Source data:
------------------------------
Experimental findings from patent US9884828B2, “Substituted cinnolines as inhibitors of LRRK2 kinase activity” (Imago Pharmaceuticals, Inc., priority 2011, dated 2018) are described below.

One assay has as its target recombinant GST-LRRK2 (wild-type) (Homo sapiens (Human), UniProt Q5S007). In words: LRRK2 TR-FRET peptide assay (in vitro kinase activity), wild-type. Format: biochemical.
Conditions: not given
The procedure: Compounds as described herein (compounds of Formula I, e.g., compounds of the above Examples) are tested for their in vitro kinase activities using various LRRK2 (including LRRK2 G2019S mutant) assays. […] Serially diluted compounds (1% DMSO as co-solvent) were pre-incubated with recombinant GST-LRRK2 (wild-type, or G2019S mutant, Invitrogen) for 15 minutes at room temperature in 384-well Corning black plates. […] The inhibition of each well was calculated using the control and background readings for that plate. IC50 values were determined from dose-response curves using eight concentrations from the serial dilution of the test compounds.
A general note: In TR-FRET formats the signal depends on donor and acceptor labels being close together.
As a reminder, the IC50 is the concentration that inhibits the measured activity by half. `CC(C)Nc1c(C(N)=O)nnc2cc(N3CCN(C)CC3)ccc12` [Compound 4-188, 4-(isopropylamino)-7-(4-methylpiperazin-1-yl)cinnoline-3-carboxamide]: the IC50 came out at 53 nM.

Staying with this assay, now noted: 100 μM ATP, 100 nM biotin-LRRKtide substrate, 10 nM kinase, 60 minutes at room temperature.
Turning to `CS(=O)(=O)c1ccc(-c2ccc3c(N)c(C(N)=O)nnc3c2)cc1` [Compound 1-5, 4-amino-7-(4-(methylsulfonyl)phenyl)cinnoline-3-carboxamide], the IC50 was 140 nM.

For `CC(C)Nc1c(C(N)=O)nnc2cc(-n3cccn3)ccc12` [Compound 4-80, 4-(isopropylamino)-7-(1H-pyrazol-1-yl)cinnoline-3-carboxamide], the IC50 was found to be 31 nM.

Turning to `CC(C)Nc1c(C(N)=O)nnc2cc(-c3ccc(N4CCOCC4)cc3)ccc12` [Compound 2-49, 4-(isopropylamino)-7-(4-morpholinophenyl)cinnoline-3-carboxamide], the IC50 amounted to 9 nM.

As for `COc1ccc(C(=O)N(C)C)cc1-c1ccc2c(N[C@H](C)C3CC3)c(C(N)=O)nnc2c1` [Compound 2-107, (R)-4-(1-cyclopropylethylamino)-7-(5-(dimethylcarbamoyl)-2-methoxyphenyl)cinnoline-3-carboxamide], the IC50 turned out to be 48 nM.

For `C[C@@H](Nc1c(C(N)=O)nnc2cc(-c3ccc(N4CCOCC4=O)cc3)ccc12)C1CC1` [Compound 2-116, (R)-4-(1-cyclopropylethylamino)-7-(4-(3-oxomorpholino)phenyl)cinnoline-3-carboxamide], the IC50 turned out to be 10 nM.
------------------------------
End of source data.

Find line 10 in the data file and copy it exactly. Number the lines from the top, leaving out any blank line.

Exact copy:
Turning to `CC(C)Nc1c(C(N)=O)nnc2cc(-c3ccc(N4CCOCC4)cc3)ccc12` [Compound 2-49, 4-(isopropylamino)-7-(4-morpholinophenyl)cinnoline-3-carboxamide], the IC50 amounted to 9 nM.